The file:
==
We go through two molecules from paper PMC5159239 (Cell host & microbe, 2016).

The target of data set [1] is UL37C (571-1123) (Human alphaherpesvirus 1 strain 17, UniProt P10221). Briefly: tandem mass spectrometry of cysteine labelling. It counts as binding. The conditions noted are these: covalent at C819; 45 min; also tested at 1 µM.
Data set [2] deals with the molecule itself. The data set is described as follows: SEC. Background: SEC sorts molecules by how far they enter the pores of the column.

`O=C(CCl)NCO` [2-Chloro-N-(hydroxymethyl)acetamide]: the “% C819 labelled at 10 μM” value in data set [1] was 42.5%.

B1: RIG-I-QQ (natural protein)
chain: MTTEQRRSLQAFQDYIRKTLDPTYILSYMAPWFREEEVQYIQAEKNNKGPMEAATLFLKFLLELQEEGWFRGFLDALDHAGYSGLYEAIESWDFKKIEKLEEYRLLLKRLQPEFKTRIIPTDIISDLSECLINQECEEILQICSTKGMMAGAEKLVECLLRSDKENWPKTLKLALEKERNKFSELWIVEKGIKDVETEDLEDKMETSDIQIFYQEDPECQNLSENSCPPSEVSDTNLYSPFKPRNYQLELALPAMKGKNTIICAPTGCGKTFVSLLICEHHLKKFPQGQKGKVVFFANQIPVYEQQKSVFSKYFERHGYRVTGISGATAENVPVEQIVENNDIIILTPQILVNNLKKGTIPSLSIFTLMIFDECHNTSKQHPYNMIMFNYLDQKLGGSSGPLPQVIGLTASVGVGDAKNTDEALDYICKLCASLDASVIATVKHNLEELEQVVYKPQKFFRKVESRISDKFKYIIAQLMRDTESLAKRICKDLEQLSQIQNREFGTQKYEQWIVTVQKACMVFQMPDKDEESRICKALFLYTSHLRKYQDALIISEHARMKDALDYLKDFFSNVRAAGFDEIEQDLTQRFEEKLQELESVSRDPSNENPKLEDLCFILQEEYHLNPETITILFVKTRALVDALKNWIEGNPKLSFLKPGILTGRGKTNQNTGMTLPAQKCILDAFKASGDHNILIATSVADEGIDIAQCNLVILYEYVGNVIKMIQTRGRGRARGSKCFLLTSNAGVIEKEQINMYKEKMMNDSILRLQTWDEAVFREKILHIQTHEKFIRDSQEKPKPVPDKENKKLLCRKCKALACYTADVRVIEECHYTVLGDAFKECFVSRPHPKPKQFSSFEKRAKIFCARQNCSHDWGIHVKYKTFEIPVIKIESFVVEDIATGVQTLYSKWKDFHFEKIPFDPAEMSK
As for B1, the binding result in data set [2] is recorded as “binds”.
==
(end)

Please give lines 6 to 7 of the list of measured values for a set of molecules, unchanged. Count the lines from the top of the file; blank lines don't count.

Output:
chain: MTTEQRRSLQAFQDYIRKTLDPTYILSYMAPWFREEEVQYIQAEKNNKGPMEAATLFLKFLLELQEEGWFRGFLDALDHAGYSGLYEAIESWDFKKIEKLEEYRLLLKRLQPEFKTRIIPTDIISDLSECLINQECEEILQICSTKGMMAGAEKLVECLLRSDKENWPKTLKLALEKERNKFSELWIVEKGIKDVETEDLEDKMETSDIQIFYQEDPECQNLSENSCPPSEVSDTNLYSPFKPRNYQLELALPAMKGKNTIICAPTGCGKTFVSLLICEHHLKKFPQGQKGKVVFFANQIPVYEQQKSVFSKYFERHGYRVTGISGATAENVPVEQIVENNDIIILTPQILVNNLKKGTIPSLSIFTLMIFDECHNTSKQHPYNMIMFNYLDQKLGGSSGPLPQVIGLTASVGVGDAKNTDEALDYICKLCASLDASVIATVKHNLEELEQVVYKPQKFFRKVESRISDKFKYIIAQLMRDTESLAKRICKDLEQLSQIQNREFGTQKYEQWIVTVQKACMVFQMPDKDEESRICKALFLYTSHLRKYQDALIISEHARMKDALDYLKDFFSNVRAAGFDEIEQDLTQRFEEKLQELESVSRDPSNENPKLEDLCFILQEEYHLNPETITILFVKTRALVDALKNWIEGNPKLSFLKPGILTGRGKTNQNTGMTLPAQKCILDAFKASGDHNILIATSVADEGIDIAQCNLVILYEYVGNVIKMIQTRGRGRARGSKCFLLTSNAGVIEKEQINMYKEKMMNDSILRLQTWDEAVFREKILHIQTHEKFIRDSQEKPKPVPDKENKKLLCRKCKALACYTADVRVIEECHYTVLGDAFKECFVSRPHPKPKQFSSFEKRAKIFCARQNCSHDWGIHVKYKTFEIPVIKIESFVVEDIATGVQTLYSKWKDFHFEKIPFDPAEMSK
As for B1, the binding result in data set [2] is recorded as “binds”.